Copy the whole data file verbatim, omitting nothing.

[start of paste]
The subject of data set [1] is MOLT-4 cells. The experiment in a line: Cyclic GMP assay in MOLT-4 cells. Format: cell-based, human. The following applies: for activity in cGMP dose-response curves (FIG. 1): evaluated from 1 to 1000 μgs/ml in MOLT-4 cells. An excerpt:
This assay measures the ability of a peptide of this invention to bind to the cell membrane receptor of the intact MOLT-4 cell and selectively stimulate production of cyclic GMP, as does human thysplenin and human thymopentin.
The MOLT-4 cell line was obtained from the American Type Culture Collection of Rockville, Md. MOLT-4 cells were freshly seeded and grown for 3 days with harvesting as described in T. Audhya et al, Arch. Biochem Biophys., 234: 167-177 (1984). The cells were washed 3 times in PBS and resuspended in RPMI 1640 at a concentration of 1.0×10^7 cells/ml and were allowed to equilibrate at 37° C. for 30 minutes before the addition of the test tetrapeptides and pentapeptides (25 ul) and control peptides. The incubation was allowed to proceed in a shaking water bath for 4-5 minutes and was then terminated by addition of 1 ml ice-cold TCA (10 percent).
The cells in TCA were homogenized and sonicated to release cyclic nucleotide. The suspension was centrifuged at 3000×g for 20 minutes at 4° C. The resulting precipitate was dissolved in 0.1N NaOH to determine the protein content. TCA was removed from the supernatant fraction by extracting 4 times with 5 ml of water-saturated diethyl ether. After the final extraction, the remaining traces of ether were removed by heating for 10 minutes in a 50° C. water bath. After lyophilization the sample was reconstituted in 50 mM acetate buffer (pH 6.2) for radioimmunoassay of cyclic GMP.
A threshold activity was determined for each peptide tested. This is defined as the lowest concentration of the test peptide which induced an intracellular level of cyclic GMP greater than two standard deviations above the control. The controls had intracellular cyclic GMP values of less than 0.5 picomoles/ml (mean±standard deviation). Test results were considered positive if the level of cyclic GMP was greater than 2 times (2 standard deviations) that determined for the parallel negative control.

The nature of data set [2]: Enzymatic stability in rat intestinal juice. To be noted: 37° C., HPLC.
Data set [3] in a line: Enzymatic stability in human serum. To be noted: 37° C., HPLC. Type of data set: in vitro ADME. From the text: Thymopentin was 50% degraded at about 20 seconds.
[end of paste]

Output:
The subject of data set [1] is MOLT-4 cells. The experiment in a line: Cyclic GMP assay in MOLT-4 cells. Format: cell-based, human. The following applies: for activity in cGMP dose-response curves (FIG. 1): evaluated from 1 to 1000 μgs/ml in MOLT-4 cells. An excerpt:
This assay measures the ability of a peptide of this invention to bind to the cell membrane receptor of the intact MOLT-4 cell and selectively stimulate production of cyclic GMP, as does human thysplenin and human thymopentin.
The MOLT-4 cell line was obtained from the American Type Culture Collection of Rockville, Md. MOLT-4 cells were freshly seeded and grown for 3 days with harvesting as described in T. Audhya et al, Arch. Biochem Biophys., 234: 167-177 (1984). The cells were washed 3 times in PBS and resuspended in RPMI 1640 at a concentration of 1.0×10^7 cells/ml and were allowed to equilibrate at 37° C. for 30 minutes before the addition of the test tetrapeptides and pentapeptides (25 ul) and control peptides. The incubation was allowed to proceed in a shaking water bath for 4-5 minutes and was then terminated by addition of 1 ml ice-cold TCA (10 percent).
The cells in TCA were homogenized and sonicated to release cyclic nucleotide. The suspension was centrifuged at 3000×g for 20 minutes at 4° C. The resulting precipitate was dissolved in 0.1N NaOH to determine the protein content. TCA was removed from the supernatant fraction by extracting 4 times with 5 ml of water-saturated diethyl ether. After the final extraction, the remaining traces of ether were removed by heating for 10 minutes in a 50° C. water bath. After lyophilization the sample was reconstituted in 50 mM acetate buffer (pH 6.2) for radioimmunoassay of cyclic GMP.
A threshold activity was determined for each peptide tested. This is defined as the lowest concentration of the test peptide which induced an intracellular level of cyclic GMP greater than two standard deviations above the control. The controls had intracellular cyclic GMP values of less than 0.5 picomoles/ml (mean±standard deviation). Test results were considered positive if the level of cyclic GMP was greater than 2 times (2 standard deviations) that determined for the parallel negative control.

The nature of data set [2]: Enzymatic stability in rat intestinal juice. To be noted: 37° C., HPLC.
Data set [3] in a line: Enzymatic stability in human serum. To be noted: 37° C., HPLC. Type of data set: in vitro ADME. From the text: Thymopentin was 50% degraded at about 20 seconds.